one tablespoon of ground ginger, one tablespoon of cinna-
mon ; one teaspoon of cloves, three cups of fruit, one tea-
spoon of soda dissolved in a little warm water, whites of four
eggs, and finally a third cup of flour. Mrs. L. M. R.
MOLASSES FRUIT CAKE— No. 1.
Two eggs ; two cups of molasses ; one cup of sugar ; one
and a half cups of butter ; one cup of milk ; one teaspoon of
soda; one teaspoon of lemon; one pound each of raisins, cur-
rants and citron; spice to taste; a little brandy; flour to make
batter. Miss Susie Stiles.
MOLASSES FRUIT CAKE.— No. 2.
One cup of butter, one cup of molasses, one cup of brown
sugar, one cup of milk, three cups of flour, four eggs, two
pounds of raisins, one nutmeg, two teaspoons of yeast pow-
der. Mrs. Nichols.
82 DUTCH (reformed)
MOLASSES CHOCOLATE CAKE.
One cup of molasses, one ounce of butter, a half cup of
sugar, a half cup of sour milk, two eggs, two cups of flour,
one teaspoon of ginger, one teaspoon of cinnamon, one tea-
spoon of soda, dissolved in the milk, rind and juice of half a
lemon. Bake in jelly tins.
Chocolate Filling. — One cake of sweet chocolate, four table-
spoons of water ; butter the size of a hickory nut; sweeten to
taste. Boil until thick, stirring all the time.
Mrs. J. D. B.
SOFT MOLASSES CAKE.
One cup of sugar, one cup of butter, one cup of molasses,
one cup of sour milk, four cups of sifted flour, one tablespoon
of ginger, one tablespoon of cinnamon, rind of one lemon,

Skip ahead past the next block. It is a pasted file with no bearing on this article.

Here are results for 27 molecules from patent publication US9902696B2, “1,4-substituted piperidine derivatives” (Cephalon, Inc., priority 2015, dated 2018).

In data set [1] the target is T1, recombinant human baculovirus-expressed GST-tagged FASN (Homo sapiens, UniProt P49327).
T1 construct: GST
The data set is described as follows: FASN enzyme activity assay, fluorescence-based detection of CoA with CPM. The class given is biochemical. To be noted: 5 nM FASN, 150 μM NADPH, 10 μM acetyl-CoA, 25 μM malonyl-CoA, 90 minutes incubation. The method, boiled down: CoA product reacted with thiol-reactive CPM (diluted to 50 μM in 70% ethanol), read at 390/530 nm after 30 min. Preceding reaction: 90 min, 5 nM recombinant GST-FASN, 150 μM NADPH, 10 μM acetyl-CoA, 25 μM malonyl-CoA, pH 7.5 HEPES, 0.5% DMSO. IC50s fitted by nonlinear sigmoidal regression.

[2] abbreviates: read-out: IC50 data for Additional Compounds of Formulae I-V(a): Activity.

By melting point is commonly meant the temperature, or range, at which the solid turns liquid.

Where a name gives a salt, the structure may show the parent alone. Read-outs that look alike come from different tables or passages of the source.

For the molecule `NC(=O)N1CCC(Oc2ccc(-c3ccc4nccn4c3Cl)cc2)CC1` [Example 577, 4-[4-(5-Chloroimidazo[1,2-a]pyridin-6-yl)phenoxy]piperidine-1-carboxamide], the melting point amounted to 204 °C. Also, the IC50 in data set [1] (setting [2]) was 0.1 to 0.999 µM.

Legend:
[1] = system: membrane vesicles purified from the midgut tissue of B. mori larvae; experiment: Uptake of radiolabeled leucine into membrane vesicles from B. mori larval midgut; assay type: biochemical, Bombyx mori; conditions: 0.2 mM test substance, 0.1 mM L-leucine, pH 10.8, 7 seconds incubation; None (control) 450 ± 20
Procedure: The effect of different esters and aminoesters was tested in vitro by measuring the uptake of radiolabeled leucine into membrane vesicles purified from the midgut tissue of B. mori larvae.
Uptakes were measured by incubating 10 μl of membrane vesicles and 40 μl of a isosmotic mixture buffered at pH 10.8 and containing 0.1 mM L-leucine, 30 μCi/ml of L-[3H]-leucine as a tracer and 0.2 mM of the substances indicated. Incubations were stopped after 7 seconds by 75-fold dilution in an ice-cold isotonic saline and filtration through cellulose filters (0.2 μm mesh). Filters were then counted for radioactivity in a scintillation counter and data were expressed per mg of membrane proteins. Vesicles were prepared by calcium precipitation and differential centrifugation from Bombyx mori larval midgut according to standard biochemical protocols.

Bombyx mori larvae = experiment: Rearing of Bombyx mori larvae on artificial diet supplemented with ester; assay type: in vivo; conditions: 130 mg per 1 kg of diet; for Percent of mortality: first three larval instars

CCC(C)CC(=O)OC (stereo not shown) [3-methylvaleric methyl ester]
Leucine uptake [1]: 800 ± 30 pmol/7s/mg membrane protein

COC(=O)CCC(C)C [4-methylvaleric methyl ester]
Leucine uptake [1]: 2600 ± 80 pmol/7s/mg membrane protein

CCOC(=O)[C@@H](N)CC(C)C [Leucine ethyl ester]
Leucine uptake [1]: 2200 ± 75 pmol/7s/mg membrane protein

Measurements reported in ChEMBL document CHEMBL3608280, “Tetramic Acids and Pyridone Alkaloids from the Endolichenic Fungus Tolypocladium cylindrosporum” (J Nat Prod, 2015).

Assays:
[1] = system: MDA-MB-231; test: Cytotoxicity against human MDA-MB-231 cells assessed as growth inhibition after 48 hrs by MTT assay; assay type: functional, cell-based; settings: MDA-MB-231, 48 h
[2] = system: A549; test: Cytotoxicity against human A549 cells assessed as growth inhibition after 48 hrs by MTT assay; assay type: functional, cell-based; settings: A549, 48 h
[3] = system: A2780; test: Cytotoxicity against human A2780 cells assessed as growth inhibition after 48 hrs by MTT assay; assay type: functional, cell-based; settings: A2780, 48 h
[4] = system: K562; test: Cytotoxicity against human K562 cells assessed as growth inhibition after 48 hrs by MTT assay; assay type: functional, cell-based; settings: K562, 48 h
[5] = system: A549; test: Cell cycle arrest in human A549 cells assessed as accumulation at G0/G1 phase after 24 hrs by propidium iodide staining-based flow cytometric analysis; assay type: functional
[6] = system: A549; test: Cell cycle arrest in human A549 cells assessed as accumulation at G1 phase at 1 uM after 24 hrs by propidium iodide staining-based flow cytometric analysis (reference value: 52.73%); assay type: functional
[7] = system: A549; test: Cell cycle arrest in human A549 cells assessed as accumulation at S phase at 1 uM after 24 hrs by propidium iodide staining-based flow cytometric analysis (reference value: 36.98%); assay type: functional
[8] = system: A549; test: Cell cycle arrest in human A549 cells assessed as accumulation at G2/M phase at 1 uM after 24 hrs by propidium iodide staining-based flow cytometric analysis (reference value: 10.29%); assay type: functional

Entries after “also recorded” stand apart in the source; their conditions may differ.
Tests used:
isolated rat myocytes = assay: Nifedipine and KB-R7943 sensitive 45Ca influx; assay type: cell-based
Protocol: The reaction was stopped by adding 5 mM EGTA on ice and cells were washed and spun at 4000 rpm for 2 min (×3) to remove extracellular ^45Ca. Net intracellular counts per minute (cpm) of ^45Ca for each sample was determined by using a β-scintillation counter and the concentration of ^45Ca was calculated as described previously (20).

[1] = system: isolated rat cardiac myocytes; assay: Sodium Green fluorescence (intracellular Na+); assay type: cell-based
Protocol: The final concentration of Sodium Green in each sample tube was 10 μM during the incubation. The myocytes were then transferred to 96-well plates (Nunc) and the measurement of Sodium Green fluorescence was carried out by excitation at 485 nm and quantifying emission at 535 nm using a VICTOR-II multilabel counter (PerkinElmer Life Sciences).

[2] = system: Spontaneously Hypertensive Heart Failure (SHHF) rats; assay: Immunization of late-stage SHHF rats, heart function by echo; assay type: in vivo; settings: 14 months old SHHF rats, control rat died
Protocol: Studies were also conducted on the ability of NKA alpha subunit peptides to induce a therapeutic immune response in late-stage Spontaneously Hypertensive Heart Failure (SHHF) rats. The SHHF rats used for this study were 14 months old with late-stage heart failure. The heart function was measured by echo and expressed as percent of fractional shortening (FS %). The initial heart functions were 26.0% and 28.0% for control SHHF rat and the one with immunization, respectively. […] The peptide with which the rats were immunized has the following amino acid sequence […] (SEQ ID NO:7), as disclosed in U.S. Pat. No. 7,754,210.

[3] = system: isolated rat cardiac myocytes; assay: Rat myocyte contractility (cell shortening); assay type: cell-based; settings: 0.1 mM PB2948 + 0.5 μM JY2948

two teaspoons of saleratus, dissolved in a large spoonful of
water. Stir the butter and sugar to a cream ; four well
beaten eggs ; lastly, flour and milk added.
Miss J. M. V. S.
COOK BOOK, 83
^W®^Am©P* ^JSEIAMIJ® mtm^
One quart of milk, two eggs, two tablespoons of granulated
tapioca ; sweeten to taste ; salt ; flavor with extract of lemon.
Cook in a farina kettle, or in a tin pail boiled in a pot of
water. Mrs. J. H. S.
Two cups of sugar, two lemons, four eggs, two tablespoons
of corn starch. Grate the peel of the lemons and put four
cups of boiling water on it. Let it boil while you mix the
corn starch. Strain the lemon peel ; put that water and the
juice of the lemons back and let it boil ; stir in the corn
starch ; while that is boiling stir in the beaten yolks of the
eggs and the sugar. Beat the whites to a froth, stir them
in, then turn out in a pudding dish to cool. Mrs. M. S. R.
One quart of sweet milk, four tablespoons of com starch,
six tablespoons of sugar, two of grated chocolate, a little
salt. Wet the corn starch wath milk, and also the chocolate,
to make it even. Have the milk neai'ly boiling ; stir in the
corn starch ; boil it two minutes. After taking it from the
stove stir in the chocolate. To be eaten cold with milk sauce.
Satcce. — One half pint of milk, two tablespoons of sugar,
one half teaspoon of vanilla, a little nutmeg.
]\Irs. L. L. Ryerson.
CHOCOLATE BLANC ]\LVNGE.
Three pints of rich milk ; set over the fire to boil ; dissolve
one box of Cox's gelatine in one pint of cold water ; grate one
84 DUTCH (reformed)
large cup of chocolate and add to it a little cold millc, one
pound of sugar and a tablespoon of vanilla. When the milk
is nearly boiling pour in the mixture, then add the gelatine
and boil five minutes. Pour into moulds.